Tag Archives: Maine



QST! QST! QST! de KC1FLG.  QST! CQ! QST! I will be activating NP01 (Acadia National Park) tomorrow (Sunday) roughly between 9AM to 3PM EST. I will be on Portable (my handitalki or HT) using 5W (QRP). I will be on these VHF/UHF frequencies (as I’m only a Technician Class): 146.52MHz, 146.58MHz, 147.57MHz, 446.00MHz, and 446.50MHz. Hope to make some QSOs…if I do hear you please understand I am hard of hearing so I may ask you to repeat your Call Sign a few times. Also I am awaiting LOTW to issue me a new certificate as I have a new computer and it won’t allow the old certificate to be used so any QSOs will be uploaded as soon as I get that. de KC1FLG

Continue reading NPOA


A Ham’s favorite time of year is coming…very quickly! On behalf of the Piscatacquis Amateur Radio Club and Amateur Radio Operators everywhere I warmly invite you to join us for a weekend filled of fun and experimentation!


Piscataquis Amateur Radio Club to Participate in National Emergency Communications Test June 25 and 26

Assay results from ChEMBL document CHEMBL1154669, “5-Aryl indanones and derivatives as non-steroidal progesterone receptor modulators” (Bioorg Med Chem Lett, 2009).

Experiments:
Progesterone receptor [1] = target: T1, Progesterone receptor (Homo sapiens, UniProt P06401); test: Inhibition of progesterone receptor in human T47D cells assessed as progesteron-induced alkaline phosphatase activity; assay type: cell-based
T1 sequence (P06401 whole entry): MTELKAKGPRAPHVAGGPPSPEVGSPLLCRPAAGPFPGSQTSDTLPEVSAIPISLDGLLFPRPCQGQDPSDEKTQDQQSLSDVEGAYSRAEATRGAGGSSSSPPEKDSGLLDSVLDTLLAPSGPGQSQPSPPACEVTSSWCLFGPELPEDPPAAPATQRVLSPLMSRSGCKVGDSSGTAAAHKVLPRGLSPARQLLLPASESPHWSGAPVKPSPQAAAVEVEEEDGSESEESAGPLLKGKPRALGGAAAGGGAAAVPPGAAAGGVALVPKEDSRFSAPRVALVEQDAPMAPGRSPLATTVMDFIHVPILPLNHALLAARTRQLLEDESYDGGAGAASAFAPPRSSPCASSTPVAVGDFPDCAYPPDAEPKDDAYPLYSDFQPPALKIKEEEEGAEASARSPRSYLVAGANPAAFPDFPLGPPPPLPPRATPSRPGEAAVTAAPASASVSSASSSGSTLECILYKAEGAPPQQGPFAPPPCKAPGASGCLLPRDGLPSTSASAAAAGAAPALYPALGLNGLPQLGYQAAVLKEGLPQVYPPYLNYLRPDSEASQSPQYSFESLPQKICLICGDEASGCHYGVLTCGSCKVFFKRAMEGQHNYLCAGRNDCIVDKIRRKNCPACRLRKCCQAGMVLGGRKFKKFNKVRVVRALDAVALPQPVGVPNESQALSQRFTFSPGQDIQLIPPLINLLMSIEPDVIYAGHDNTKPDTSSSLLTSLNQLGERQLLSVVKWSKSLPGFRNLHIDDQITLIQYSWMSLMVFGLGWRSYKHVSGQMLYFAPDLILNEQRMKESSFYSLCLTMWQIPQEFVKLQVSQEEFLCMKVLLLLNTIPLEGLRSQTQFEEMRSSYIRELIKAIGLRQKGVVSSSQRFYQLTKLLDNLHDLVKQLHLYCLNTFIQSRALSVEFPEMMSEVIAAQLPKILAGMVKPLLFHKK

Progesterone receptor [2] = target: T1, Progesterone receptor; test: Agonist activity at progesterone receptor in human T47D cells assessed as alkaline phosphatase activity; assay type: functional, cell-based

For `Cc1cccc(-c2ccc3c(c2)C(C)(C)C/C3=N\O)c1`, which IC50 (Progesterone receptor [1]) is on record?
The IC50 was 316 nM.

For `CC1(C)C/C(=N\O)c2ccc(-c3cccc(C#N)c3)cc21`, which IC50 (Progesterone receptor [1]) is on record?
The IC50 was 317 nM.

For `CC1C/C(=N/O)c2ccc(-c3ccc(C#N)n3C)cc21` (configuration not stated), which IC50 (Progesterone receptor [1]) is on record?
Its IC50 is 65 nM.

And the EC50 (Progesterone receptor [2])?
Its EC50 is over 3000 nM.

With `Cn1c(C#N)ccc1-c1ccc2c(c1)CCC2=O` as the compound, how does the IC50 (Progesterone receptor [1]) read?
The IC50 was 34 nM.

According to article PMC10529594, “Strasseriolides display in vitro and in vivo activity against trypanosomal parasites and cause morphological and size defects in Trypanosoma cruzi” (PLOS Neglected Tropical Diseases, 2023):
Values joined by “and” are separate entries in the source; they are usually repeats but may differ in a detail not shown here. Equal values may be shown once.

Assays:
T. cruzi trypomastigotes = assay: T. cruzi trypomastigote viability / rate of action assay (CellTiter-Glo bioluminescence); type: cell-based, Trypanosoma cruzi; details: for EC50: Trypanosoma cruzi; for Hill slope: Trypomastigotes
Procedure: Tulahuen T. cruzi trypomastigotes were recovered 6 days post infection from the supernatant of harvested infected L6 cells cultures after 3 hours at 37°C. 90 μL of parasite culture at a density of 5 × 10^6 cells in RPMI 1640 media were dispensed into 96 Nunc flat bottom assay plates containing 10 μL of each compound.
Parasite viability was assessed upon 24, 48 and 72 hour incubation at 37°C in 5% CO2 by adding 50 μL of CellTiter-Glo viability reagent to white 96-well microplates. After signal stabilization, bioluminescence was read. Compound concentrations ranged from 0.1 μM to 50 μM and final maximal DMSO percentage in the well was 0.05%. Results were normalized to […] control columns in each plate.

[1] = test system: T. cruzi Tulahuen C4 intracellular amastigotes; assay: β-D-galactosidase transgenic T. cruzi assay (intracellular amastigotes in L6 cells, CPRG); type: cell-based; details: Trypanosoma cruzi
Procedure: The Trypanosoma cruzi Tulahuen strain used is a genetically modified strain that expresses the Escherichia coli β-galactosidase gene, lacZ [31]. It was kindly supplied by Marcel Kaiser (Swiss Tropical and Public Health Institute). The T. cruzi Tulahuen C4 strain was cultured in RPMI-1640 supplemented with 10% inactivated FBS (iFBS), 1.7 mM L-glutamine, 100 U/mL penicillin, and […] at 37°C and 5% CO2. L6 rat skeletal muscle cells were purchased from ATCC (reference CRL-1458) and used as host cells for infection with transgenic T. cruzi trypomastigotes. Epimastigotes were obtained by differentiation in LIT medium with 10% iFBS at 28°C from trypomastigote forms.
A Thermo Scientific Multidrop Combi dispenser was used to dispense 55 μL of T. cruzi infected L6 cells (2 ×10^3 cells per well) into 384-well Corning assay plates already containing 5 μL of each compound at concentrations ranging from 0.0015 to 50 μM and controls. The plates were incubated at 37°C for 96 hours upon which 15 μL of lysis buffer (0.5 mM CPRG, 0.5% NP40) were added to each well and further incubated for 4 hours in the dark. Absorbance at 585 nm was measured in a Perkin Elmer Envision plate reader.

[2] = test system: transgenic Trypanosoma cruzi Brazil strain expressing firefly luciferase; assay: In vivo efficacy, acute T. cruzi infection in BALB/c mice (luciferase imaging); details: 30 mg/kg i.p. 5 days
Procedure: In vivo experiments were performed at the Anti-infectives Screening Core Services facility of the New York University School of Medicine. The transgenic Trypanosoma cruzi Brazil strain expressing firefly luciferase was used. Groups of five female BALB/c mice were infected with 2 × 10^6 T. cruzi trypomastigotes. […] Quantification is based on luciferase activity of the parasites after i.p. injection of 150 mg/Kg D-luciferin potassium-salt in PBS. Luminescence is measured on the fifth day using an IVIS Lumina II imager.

Amateur Radio “Field Day” June 25 – 26 Demonstrates Science, Skill, and Service. Members of the Piscataquis Amateur Radio Club (PARC) will be participating in the national Amateur Radio Field Day exercise, June 25 – 26 at Stickney Hill, Brownville, Maine. Since 1933, ham radio operators across North America have established temporary ham radio stations in public locations during Field Day to showcase the science and skill of Amateur Radio. This event is open to the public and all are encouraged to attend. For over 100 years, Amateur Radio — sometimes called ham radio — has allowed people from all walks of life to experiment with electronics and communications techniques, as well as provide a free public service to their communities during a disaster, all without needing a cell phone or the Internet. Field Day demonstrates ham radio’s ability to work reliably under any conditions from almost any location and create an independent communications network. Over 35,000 people from thousands of locations participated in Field Day in 2015. “It’s easy for anyone to pick up a computer or smartphone, connect to the Internet and communicate, with no knowledge of how the devices function or connect to each other,” said Sean Kutzko of the American Radio Relay League, the national association for Amateur Radio. “But if there’s an interruption of service or you’re out of range of a cell tower, you have no way to communicate. Ham radio functions completely independent of the Internet or cell phone infrastructure, can interface with tablets or smartphones, and can be set up almost anywhere in minutes. That’s the beauty of Amateur Radio during a communications outage.” “Hams can literally throw a wire in a tree for an antenna, connect it to a battery-powered transmitter and communicate halfway around the world,” Kutzko added. “Hams do this by using a layer of Earth’s atmosphere as a sort of mirror for radio waves. In today’s electronic do-it-yourself (DIY) environment, ham radio remains one of the best ways for people to learn about electronics, physics, meteorology, and numerous other scientific disciplines, and is a huge asset to any community during disasters if the standard communication infrastructure goes down.” Anyone may become a licensed Amateur Radio operator. There are over 725,000 licensed hams in the United States, as young as 5 and as old as 100. And with clubs such as the Piscataquis Amateur Radio Club, it’s easy for anybody to get involved right here in Piscataquis County. For more information about Field Day, contact Bill Welsh, Amateur Radio Call Sign KB1WEA at 207 717-7838 or visit https://www.facebook.com/parcradio/.